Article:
9.3A maximum of 12 constables are selected in any one year. Successful candidates undergo a one year special course at the start of which they are promoted on a temporary basis to the rank of Sergeant. This course, at present, necessitates attendance at the Selected Sergeants’ Course (see paragraphs 5.2 to 5.5 above) and a series of attachments to other Forces. On satisfactory completion of the year’s course a constable is confirmed in his appointment as a Sergeant. The procedure is to change in 1986 with the provision of a special course at the College for part of the year.

10. Academic education opportunities

10.1Since 1971 the Polytechnical Colleges have been providing a two year course leading to the Scottish Higher National Certificate in Police Studies. This course necessitates day release on one day a week for the duration of the course and covers such topics as public administration, sociology and criminology.

10.2There is provision for full-time day release for attendance at University. Chief Inspectors may only release officers whom they are prepared to promote as officers are nomally promoted to the next rank on satisfactory completion of their degree course.

11. General

11.1The delegation was very impressed with the facilities and the commitment of all of the staff. There are fifty seven police and forty three civilians. The catering service for the College has been provided on a contract basis for the past year and is working very satisfactorily. The instruction staffing level in Templemore is very similar to that at the Scottish Police College.

11.2It is very interesting to observe the level of commitment which exists for training in a country which has almost the same number of police officers as in Ireland. The interest among the staff may be due, in part, to the fact that promotion was achieved on appointment to the staff after a series of very competitive tests. The atmosphere in the College is very pleasant with a minimum of rules and regulations. The emphasis is on self-discipline and this works very well in the circumstances. All staff are resident in the College during the Monday to Friday work-week.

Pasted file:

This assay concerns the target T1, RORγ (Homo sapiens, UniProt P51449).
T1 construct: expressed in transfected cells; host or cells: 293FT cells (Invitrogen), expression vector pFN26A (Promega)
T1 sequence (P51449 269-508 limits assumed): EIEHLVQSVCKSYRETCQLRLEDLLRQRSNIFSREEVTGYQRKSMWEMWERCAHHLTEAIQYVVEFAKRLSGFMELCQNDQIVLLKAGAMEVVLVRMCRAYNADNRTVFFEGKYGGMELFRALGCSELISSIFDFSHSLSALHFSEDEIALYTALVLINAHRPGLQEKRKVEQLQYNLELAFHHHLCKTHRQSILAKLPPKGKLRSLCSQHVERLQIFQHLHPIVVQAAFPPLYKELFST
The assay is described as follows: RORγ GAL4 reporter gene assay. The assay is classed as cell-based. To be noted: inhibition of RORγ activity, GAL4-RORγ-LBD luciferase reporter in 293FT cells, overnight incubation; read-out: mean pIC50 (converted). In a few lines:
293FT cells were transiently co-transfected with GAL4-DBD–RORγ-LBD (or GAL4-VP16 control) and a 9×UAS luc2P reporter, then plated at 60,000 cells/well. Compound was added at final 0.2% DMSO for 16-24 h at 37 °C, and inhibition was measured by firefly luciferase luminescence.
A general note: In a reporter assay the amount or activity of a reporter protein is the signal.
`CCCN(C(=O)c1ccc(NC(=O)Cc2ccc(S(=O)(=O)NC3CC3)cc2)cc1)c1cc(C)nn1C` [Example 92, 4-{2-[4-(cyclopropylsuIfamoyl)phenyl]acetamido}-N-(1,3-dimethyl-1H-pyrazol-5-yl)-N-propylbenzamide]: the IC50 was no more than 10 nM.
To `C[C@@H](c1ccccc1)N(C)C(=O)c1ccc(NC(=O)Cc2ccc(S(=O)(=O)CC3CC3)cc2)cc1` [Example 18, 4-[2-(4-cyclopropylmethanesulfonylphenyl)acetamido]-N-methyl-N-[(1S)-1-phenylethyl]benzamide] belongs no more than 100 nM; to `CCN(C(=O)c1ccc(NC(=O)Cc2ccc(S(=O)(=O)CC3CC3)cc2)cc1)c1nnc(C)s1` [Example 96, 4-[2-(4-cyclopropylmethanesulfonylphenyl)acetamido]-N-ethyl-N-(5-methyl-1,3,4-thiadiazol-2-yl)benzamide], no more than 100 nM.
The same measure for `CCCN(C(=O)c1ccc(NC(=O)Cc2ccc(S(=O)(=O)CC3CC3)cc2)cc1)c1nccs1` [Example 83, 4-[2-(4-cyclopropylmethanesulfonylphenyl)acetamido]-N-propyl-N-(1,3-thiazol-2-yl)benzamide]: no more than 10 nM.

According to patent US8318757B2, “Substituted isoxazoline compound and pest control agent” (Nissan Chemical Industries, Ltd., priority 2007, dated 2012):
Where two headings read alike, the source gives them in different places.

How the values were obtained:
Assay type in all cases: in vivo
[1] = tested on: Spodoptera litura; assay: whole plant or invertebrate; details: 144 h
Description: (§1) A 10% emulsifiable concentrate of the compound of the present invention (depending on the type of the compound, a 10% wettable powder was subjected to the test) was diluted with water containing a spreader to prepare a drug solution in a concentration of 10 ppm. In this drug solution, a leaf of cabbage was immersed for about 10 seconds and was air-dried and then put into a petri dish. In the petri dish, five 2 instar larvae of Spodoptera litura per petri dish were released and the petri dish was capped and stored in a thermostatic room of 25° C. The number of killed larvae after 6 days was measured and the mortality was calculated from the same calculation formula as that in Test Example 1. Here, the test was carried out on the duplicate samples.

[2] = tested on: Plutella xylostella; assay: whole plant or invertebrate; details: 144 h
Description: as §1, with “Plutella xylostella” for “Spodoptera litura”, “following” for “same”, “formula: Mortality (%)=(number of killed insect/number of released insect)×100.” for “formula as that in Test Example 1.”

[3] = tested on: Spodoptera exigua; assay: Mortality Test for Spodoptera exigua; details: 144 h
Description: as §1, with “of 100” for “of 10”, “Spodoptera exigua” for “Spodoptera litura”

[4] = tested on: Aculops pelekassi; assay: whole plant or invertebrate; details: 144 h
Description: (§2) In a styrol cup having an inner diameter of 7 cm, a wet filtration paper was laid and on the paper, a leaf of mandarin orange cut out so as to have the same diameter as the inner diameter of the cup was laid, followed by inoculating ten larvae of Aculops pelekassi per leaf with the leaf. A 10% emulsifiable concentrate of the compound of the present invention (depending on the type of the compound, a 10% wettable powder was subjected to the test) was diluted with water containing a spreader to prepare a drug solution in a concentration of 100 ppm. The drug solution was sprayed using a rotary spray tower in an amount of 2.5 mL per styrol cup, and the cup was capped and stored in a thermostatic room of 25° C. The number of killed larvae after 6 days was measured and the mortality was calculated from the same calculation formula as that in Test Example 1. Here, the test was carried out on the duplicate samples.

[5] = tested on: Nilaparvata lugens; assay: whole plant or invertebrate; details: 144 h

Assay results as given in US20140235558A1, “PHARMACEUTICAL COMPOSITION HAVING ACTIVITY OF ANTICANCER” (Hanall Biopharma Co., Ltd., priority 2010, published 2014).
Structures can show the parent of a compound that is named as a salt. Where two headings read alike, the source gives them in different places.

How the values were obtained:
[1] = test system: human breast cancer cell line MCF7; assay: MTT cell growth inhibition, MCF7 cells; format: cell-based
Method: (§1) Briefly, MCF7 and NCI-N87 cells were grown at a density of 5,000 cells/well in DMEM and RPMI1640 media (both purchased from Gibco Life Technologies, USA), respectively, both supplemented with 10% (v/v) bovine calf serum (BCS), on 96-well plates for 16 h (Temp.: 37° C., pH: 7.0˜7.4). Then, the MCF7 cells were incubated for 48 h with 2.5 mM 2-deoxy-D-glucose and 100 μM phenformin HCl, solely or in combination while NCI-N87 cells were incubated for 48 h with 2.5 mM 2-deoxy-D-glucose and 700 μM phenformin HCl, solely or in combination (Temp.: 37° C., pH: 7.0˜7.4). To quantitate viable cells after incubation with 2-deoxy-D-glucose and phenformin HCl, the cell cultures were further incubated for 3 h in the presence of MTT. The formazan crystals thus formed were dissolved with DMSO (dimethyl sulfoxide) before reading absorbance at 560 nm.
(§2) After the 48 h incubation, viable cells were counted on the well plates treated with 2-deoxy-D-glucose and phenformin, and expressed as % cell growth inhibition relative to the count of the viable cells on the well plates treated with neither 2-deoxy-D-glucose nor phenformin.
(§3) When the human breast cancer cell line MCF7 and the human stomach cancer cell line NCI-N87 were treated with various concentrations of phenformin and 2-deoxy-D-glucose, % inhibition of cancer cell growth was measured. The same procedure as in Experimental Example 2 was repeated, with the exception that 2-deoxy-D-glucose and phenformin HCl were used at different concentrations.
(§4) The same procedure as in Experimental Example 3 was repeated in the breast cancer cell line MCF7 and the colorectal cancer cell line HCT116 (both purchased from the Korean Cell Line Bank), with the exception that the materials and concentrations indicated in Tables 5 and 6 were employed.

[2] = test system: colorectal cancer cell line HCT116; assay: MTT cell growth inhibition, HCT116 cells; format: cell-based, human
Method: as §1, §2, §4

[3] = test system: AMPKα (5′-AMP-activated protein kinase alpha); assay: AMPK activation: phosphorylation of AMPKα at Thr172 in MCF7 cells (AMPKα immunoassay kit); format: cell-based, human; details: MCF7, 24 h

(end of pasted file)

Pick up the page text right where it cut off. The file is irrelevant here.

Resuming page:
Basic Training Courses







lice Powers.

Crimes and

Liquor Licensing


Use of Notebook.

nctions and


Laws -

Excise and Trade

Report Writing.

risdiction of

Introduction to

Types of Licences


Evidence: Amount;

e Police:


and Permitted

Road Traffic Laws.

Definition and

urces of






Breach of the

Powers of Entry.

Test Certificates.

Statements of



Common Offences:

Driving Licences.


ghts of the



Driving Licences:

Rights and Care of

ghts Individual.

Offensive Weapons.

Common Offences:

Provisional and


rest: Common

Crimes and

Licence Holders;

Heavy Goods


w and Statute


Children and Young


Beat Procedure:


Theft and



Fires and

rest for


Control of Alcohol

Traffic Offences.


nor Crimes:

Attempted Theft,

at Sporting Events.

Road Traffic Laws.


vantages of


Children and Young

Sections 1, 2 and 3

Methods of


Theft by House -

Persons - Cruelty

Road Traffic Act


lice Powers.

Breaking and

and Neglect.


Examination of

e of Force and

Opening Lockfast


Road Accidents:

Property, Use of




Police Actions.

Local Knowledge.

ects of Arrest.

Initial Action at

Animals: Dogs.

Road Accidents:



Scene of Crime -

Firearms: General

Duty of Drivers.

Public Order:

aling with



Traffic Signs and

Public Meetings and

spects and



Signals: Powers

Public Order.

wer to Detain

Taking and Driving


of Traffic Wardens.



Away a Motor

Definitions and


Crowd Control.

estioning of




Courts and Court


Crimes and

Firearms: Sale





and Transfer,






Duty to Give

Types, Solemn

lice Powers.


Firearms: Police



ltry into

Malicious Mischief.


Warning of

Summary Procedure



Firearms: Young


and Summonses.


Crimes and

Persons - Offences.


Controlled Drugs.



Road Traffic Laws:




Taking Statements.

Construction and






VA Discussion.



Crimes and

Lighting on





Motor Vehicles.




Crime of










Initial Action at





the Report of a





Crime of Indecency.





Crimes and










Investigation of










Initial Action at





The Scene of Death.





Initial Action -





Missing Persons.










Grade I

Basic land rescue techniques.

Grade II

Demonstrate entries, landings, buoyancy and towing aids.

Grade III

Revision, releases, restraints, contact tows all within a time limit.